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      03-03-2014, 02:58 AM   #2047
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Originally Posted by regular guy View Post
I think the two articles are one in the same because the former references the latter as the source. I looked for links to the actual data and couldn't find any. Since the article came from the UK, I was wondering if this was a UK only poll, or world-wide. At the very least, it looks to be EU if not UK centric (lack of US autos on the list). I will venture to guess their high octane gas in the EU/UK must be causing engine failures and leading BMW to be 7th from the bottom of the list for engine reliability. Maybe they need to switch to low octane gas like the US so they can get the higher reliability from BMW that we see on this forum.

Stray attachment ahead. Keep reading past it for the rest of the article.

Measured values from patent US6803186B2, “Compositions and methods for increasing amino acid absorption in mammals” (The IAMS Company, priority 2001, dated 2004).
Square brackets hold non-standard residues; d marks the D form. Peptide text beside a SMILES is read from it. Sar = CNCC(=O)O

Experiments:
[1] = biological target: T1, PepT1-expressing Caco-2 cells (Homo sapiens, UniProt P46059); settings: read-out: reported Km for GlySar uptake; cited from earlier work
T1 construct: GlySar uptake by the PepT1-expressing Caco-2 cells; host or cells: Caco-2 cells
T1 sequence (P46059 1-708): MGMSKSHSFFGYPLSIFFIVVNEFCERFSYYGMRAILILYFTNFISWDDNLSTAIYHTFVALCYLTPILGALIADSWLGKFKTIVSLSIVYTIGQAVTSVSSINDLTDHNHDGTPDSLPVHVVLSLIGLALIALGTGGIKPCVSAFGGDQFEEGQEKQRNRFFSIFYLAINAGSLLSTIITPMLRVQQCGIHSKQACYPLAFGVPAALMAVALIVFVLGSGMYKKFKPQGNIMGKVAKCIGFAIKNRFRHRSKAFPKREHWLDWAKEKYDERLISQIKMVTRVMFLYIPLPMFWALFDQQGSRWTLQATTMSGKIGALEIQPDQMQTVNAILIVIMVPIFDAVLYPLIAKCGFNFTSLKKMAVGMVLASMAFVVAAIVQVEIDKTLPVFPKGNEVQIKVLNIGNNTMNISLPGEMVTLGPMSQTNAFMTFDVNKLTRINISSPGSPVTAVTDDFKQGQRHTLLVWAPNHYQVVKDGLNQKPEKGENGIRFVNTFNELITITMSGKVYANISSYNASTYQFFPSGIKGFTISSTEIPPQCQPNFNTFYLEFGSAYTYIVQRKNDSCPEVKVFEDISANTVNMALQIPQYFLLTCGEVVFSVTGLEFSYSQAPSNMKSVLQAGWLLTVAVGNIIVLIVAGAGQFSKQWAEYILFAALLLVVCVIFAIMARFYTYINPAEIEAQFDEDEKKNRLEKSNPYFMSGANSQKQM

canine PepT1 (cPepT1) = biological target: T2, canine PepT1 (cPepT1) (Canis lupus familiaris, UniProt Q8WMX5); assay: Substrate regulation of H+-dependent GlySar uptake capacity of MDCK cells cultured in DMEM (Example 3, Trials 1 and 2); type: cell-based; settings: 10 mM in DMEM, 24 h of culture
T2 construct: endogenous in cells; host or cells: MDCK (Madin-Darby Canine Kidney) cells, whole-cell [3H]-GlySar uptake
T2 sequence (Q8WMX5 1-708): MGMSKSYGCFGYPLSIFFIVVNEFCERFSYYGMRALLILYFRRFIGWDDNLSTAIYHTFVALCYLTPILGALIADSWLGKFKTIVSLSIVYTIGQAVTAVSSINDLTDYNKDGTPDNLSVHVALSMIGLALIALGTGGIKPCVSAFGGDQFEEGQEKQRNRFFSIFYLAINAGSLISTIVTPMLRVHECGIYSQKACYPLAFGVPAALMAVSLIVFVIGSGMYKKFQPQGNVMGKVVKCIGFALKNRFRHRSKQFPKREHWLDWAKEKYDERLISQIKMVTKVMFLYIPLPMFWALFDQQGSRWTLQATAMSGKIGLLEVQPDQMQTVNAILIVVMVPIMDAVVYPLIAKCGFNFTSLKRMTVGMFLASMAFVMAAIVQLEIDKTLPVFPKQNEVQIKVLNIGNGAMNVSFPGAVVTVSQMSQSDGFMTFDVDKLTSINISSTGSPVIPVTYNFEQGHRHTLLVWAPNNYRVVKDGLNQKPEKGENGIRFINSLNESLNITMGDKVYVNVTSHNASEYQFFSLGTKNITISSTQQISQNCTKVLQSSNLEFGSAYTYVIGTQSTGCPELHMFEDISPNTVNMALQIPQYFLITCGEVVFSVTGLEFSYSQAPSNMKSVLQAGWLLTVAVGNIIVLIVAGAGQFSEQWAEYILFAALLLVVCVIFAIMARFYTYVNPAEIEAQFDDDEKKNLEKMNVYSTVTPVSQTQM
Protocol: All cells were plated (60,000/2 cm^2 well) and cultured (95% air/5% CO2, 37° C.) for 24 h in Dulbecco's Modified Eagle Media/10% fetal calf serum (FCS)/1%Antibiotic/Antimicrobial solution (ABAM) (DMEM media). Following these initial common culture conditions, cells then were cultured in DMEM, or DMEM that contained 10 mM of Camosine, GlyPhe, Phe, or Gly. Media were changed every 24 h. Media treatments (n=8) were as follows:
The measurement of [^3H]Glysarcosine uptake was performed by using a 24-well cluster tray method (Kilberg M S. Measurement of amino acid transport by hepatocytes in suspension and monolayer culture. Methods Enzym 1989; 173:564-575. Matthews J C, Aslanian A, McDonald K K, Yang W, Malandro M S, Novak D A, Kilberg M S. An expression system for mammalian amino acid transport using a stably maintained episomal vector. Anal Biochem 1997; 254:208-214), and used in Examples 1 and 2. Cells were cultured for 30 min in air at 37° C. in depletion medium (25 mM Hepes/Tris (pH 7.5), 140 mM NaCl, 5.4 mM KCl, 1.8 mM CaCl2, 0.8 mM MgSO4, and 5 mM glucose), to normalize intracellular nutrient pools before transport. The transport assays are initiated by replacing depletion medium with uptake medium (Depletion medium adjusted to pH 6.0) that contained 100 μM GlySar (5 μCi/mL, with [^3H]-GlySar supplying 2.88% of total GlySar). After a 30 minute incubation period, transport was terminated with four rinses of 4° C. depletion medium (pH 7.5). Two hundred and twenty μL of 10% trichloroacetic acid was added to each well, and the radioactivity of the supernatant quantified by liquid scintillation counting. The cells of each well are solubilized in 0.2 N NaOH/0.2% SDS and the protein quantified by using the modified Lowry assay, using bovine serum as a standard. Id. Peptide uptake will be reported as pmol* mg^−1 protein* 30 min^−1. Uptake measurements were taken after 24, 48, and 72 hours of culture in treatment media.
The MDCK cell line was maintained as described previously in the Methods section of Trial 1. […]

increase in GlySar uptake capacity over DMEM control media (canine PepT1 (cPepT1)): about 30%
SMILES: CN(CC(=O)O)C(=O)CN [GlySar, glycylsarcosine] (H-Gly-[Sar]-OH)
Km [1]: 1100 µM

I loved the main article title.
German cars 'among worst for engine failures'
Yes, it is a UK-only study by a company which provides warranties on cars.

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      03-03-2014, 07:13 AM   #2048
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Originally Posted by regular guy View Post
Swamp may be a skeptic and even though he thinks I'm off my rocker calling this journal clearance ratio an industry common best practice, in spite of being asked many times, he's yet to provide any examples that say otherwise.
No idea where you are getting this. There certainly are standards as to ratio of clearance size to journal size. The older S65 bearings are slightly tighter than this spec (without the extra 0.0005") and the newer bearings are within the spec (using the smaller spec of 0.00075 in/in and even counting the extra 0.0005). I'm also don't believe you've asked me many times for counter examples to this standard.
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      03-03-2014, 07:25 AM   #2049